This information will help you identify medications that contain aspirin and other nonsteroidal anti-inflammatory drugs (NSAIDs). It's important to stop these medications before many cancer treatments.
Medications such as aspirin and other NSAIDs, vitamin E, and COX-2 inhibitors can increase your risk of bleeding during cancer treatment. These medications affect your platelets, which are blood cells that clot to prevent bleeding. If you take aspirin or other NSAIDs, vitamin E, or a COX-2 inhibitor such as celecoxib (Celebrex®), tell your doctor or nurse. He or she will tell you if you need to stop taking these medications before your treatment. You will also find instructions in the information about the treatment you’re having.
If you're having surgery:
Stop taking medications that contain aspirin or vitamin E 10 days before your surgery or as directed by your doctor. If you take aspirin because you’ve had a problem with your heart or you’ve had a stroke, be sure to talk with your doctor before you stop taking it.
Stop taking NSAIDs 48 hours before your surgery.
Ask your doctor if you should continue taking a COX-2 inhibitor.
If you're having a procedure in Radiology (including Interventional Radiology, Interventional Mammography, and General Radiology):
- If you take aspirin because you’ve had a problem with your heart or you’ve had a stroke, be sure to talk with your doctor before you stop taking it. If your doctor instructs you to stop taking aspirin, you should stop 5 days before your procedure or as directed by your doctor.
- Stop taking NSAIDs 24 hours before your procedure.
- Stop taking medications that contain vitamin E 10 days before your procedure, or as directed by your doctor.
Chemotherapy can decrease your platelet count, which can increase your risk of bleeding. Whether you're just starting chemotherapy or you've been receiving it, talk with your doctor or nurse before taking aspirin or NSAIDs.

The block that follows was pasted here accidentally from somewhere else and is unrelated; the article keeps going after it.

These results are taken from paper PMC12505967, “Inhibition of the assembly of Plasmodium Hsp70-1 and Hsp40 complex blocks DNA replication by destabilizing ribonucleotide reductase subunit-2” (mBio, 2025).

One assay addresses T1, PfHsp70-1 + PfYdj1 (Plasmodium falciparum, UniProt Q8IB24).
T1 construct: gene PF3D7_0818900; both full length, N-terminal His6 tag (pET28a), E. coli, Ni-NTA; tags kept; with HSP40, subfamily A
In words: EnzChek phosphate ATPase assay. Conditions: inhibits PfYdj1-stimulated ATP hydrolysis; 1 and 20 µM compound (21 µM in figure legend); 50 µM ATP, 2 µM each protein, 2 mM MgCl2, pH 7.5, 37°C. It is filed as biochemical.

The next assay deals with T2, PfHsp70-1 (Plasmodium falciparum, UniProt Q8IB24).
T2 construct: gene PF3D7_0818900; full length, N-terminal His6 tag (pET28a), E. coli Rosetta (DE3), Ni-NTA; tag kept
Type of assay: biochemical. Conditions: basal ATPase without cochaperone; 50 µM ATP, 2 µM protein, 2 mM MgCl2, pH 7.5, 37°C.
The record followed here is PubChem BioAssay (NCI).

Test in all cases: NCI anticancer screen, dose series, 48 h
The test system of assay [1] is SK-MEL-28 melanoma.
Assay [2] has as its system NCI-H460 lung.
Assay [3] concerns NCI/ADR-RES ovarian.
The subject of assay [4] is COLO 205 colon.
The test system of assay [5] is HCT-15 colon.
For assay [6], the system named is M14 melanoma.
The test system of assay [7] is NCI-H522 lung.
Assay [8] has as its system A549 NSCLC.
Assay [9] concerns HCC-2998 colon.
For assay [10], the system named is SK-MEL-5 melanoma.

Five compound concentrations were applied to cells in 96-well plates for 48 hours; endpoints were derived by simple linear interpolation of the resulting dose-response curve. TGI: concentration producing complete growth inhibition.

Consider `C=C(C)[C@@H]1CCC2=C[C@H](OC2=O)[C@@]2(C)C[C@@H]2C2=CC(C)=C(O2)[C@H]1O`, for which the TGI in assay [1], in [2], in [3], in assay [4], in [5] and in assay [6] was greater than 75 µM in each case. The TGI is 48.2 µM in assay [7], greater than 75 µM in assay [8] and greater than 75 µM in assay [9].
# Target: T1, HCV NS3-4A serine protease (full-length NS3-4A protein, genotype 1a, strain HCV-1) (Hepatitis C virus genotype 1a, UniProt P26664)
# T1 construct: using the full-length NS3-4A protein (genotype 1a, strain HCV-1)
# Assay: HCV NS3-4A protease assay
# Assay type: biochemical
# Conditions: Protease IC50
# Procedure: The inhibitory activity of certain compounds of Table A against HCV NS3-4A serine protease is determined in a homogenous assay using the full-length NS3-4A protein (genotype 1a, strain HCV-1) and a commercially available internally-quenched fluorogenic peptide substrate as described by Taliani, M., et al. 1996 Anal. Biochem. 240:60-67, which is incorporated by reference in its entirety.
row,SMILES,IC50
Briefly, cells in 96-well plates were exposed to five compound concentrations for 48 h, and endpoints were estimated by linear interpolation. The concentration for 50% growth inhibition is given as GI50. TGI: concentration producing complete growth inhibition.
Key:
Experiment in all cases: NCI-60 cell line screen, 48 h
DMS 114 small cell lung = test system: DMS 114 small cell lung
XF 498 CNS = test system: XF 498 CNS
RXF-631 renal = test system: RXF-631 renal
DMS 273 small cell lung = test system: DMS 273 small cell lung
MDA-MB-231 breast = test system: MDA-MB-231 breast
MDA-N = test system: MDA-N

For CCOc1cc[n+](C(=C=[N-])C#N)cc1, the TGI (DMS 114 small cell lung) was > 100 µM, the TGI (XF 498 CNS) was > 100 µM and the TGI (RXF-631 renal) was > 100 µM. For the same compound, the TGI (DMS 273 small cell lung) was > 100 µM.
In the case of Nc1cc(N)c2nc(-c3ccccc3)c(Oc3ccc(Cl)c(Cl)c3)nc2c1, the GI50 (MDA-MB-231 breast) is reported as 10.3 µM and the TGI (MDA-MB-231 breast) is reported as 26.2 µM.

Medications are often called by their brand name, which can make it difficult to know their ingredients. To help you identify medications that contain aspirin, other NSAIDs, and vitamin E, please review the list of common medications in this leaflet. While this list includes the most common products, there are others. Please check with your healthcare provider if you aren’t sure. Always be sure your doctor knows all the medications you’re taking, both prescription and over-the-counter.
The following common medications contain aspirin:
Arthritis Pain Formula
Ascriptin® and Ascriptin A/D®
Bayer® (most formulations)
BC® Powder and Cold Formulations
Bufferin® (most formulations)
Cama® Arthritis Pain Reliever
Ecotrin (most formulations)
Empirin® Aspirin (most formulations)
Excedrin® Extra-Strength Analgesic Tablets and Caplets
Fiorinal® (most formulations)
Lortab® ASA Tablets
Norgesic Forte® (most formulations)
PAC® Analgesic Tablets
Soma® Compound Tablets
Soma® Compound with Codeine Tablets
St. Joseph® Adult Chewable Aspirin
Vanquish® Analgesic Caplets
The following common medications are NSAIDs that do not contain aspirin:
Bayer® Select Pain Relief Formula Caplets
Most multivitamins contain vitamin E, so if you take a multivitamin be sure to check the label. The following products contain vitamin E:
E-1000 IU Softgels
Acetaminophen (Tylenol®) is generally safe to take during your cancer treatment. It doesn't affect platelets, so it will not increase your chance of bleeding. The following common medications contain acetaminophen; those in bold require a prescription:
Aceta® with Codeine
Acetaminophen with Codeine
Arthritis Pain Formula® Aspirin-Free
Tylenol® with Codeine No. 3
Read the labels on all your medications.
Acetaminophen (Tylenol®) is a very common ingredient found in over-the-counter and prescription medications. It’s often an ingredient in pain relievers, fever reducers, sleep aids, and cough, cold, and allergy medications. The full name acetaminophen is not always written out, so look for these common abbreviations, especially on prescription pain relievers: APAP, AC, Acetaminoph, Acetaminop, Acetamin, and Acetam.
Acetaminophen is safe when used as directed, but there is a limit to how much you can take in one day. It’s possible to take too much acetaminophen without knowing because it’s in so many different medications. Taking more acetaminophen than directed can lead to liver damage. You should never take more than 3,250 mg of acetaminophen in one day.